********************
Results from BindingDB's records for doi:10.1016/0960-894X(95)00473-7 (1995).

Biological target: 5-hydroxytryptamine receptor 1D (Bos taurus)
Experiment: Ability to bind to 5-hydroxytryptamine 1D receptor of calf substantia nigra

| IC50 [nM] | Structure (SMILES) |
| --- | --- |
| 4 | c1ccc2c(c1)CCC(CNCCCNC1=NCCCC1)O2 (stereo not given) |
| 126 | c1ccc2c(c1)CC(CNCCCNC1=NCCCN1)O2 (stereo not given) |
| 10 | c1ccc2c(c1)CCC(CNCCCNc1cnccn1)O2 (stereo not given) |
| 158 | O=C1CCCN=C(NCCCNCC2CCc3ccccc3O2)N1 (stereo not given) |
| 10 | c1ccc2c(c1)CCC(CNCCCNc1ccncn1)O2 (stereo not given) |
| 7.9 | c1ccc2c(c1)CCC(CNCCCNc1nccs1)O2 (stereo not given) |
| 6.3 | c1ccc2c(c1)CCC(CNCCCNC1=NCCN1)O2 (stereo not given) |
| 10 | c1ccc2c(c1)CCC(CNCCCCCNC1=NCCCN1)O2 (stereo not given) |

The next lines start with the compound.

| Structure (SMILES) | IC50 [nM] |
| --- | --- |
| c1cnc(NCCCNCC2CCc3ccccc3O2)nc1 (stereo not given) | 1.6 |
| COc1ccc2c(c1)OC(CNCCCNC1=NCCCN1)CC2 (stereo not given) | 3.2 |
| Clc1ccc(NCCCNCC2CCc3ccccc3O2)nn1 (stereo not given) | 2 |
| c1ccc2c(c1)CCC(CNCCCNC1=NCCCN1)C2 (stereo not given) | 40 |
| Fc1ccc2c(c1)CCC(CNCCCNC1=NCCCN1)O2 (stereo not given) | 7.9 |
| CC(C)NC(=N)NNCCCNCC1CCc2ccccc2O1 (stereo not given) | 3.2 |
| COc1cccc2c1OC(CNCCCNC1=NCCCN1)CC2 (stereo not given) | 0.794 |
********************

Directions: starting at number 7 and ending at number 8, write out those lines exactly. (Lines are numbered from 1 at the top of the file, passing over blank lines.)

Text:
| 126 | c1ccc2c(c1)CC(CNCCCNC1=NCCCN1)O2 (stereo not given) |
| 10 | c1ccc2c(c1)CCC(CNCCCNc1cnccn1)O2 (stereo not given) |